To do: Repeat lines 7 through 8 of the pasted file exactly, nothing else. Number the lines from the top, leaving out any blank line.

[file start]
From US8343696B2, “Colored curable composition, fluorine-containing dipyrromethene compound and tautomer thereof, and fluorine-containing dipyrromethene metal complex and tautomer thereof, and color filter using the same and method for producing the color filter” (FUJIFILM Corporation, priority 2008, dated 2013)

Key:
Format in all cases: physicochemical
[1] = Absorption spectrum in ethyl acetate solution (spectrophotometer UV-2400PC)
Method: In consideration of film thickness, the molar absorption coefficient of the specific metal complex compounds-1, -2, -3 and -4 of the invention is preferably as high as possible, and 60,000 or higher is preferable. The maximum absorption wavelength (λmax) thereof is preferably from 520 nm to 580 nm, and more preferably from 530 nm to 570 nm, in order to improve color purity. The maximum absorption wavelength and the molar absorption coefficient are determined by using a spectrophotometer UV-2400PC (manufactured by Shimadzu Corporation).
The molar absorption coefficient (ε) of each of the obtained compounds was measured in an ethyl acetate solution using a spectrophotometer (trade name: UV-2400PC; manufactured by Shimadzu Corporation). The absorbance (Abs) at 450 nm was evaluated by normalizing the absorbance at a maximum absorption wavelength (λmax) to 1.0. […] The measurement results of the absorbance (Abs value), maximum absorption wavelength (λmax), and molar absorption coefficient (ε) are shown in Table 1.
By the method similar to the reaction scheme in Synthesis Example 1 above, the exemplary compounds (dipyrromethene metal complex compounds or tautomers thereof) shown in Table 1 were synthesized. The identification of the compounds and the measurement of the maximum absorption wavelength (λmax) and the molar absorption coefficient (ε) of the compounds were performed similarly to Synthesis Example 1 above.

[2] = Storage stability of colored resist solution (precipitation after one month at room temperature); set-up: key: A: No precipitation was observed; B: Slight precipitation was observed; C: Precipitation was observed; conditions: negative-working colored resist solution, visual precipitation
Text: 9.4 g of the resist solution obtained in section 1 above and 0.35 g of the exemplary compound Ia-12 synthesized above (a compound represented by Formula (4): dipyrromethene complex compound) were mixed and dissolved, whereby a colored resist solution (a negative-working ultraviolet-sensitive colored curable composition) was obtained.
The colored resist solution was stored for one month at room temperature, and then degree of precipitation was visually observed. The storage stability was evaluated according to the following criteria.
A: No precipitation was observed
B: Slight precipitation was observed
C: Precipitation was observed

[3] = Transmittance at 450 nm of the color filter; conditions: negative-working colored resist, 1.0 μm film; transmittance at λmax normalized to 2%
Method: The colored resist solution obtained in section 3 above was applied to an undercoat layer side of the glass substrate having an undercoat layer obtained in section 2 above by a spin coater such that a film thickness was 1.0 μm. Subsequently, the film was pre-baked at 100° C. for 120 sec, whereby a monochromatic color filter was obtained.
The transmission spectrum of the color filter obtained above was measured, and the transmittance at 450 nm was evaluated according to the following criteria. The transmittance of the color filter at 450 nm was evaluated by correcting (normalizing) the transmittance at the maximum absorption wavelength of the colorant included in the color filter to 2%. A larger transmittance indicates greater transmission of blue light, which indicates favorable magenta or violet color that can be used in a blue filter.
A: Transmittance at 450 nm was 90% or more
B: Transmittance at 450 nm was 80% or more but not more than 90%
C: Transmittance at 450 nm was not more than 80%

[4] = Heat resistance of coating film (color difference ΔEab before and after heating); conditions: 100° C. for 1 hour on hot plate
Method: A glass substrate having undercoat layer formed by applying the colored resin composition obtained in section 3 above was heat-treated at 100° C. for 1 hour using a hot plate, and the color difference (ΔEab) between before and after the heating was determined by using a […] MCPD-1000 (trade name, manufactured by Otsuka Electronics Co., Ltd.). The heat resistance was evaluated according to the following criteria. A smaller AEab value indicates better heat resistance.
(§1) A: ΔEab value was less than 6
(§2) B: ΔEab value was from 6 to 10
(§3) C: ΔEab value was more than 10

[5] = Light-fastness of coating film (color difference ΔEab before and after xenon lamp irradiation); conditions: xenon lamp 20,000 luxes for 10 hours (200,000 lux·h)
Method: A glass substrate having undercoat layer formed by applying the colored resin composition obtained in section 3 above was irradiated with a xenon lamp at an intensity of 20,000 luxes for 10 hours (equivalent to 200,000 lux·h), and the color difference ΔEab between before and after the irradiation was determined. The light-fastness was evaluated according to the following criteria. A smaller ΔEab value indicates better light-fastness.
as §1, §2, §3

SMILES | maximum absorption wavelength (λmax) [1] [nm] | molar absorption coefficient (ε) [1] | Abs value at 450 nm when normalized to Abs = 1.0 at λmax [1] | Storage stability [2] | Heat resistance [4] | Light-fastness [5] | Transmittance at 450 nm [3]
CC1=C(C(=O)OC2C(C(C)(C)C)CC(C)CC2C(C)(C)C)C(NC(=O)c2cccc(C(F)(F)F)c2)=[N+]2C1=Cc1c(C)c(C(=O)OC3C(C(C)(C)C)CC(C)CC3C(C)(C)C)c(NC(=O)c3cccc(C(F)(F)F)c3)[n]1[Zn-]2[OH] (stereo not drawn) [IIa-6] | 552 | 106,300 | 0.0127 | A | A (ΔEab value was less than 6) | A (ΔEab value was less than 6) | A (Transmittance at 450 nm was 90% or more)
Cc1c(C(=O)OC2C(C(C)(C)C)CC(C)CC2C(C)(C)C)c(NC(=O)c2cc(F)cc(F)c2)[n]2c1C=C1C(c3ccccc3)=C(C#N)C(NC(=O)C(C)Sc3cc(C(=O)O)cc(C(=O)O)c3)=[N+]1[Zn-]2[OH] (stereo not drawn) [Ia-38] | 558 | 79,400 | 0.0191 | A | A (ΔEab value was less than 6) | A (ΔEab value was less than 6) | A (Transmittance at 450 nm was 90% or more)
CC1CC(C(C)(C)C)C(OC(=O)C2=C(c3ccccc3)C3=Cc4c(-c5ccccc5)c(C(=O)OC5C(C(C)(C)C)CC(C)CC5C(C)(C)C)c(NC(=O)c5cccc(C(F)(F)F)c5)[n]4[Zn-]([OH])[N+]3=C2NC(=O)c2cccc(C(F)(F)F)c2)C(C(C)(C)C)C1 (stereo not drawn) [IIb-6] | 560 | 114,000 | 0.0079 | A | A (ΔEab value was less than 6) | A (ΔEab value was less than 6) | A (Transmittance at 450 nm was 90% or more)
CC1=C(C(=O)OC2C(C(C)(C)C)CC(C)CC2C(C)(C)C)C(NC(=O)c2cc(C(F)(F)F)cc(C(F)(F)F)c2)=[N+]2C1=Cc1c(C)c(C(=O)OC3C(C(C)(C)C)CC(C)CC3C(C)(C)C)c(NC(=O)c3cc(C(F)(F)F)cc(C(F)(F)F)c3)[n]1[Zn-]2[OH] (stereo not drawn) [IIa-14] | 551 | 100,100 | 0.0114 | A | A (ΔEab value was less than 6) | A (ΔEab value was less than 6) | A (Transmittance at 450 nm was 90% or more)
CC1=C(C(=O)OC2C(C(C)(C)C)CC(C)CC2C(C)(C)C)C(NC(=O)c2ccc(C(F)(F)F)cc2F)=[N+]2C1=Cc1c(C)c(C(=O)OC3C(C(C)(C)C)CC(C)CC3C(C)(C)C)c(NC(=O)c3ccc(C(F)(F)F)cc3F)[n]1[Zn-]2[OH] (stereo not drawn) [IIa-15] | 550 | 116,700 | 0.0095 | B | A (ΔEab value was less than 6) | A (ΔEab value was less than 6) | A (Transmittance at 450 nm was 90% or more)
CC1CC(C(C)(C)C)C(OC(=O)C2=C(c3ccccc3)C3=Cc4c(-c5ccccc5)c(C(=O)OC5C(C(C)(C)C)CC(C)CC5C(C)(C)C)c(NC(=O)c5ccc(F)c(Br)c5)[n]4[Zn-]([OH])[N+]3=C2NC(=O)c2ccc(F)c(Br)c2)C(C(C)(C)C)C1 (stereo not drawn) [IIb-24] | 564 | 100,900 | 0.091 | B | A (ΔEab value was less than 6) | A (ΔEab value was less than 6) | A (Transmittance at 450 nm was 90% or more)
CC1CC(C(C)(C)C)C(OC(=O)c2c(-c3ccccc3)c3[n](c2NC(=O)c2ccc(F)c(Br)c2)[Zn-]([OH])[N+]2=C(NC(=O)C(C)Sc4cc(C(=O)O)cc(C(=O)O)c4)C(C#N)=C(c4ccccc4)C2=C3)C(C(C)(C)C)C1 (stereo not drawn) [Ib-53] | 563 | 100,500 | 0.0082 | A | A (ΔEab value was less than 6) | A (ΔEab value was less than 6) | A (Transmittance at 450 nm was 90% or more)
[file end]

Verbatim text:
By the method similar to the reaction scheme in Synthesis Example 1 above, the exemplary compounds (dipyrromethene metal complex compounds or tautomers thereof) shown in Table 1 were synthesized. The identification of the compounds and the measurement of the maximum absorption wavelength (λmax) and the molar absorption coefficient (ε) of the compounds were performed similarly to Synthesis Example 1 above.

[2] = Storage stability of colored resist solution (precipitation after one month at room temperature); set-up: key: A: No precipitation was observed; B: Slight precipitation was observed; C: Precipitation was observed; conditions: negative-working colored resist solution, visual precipitation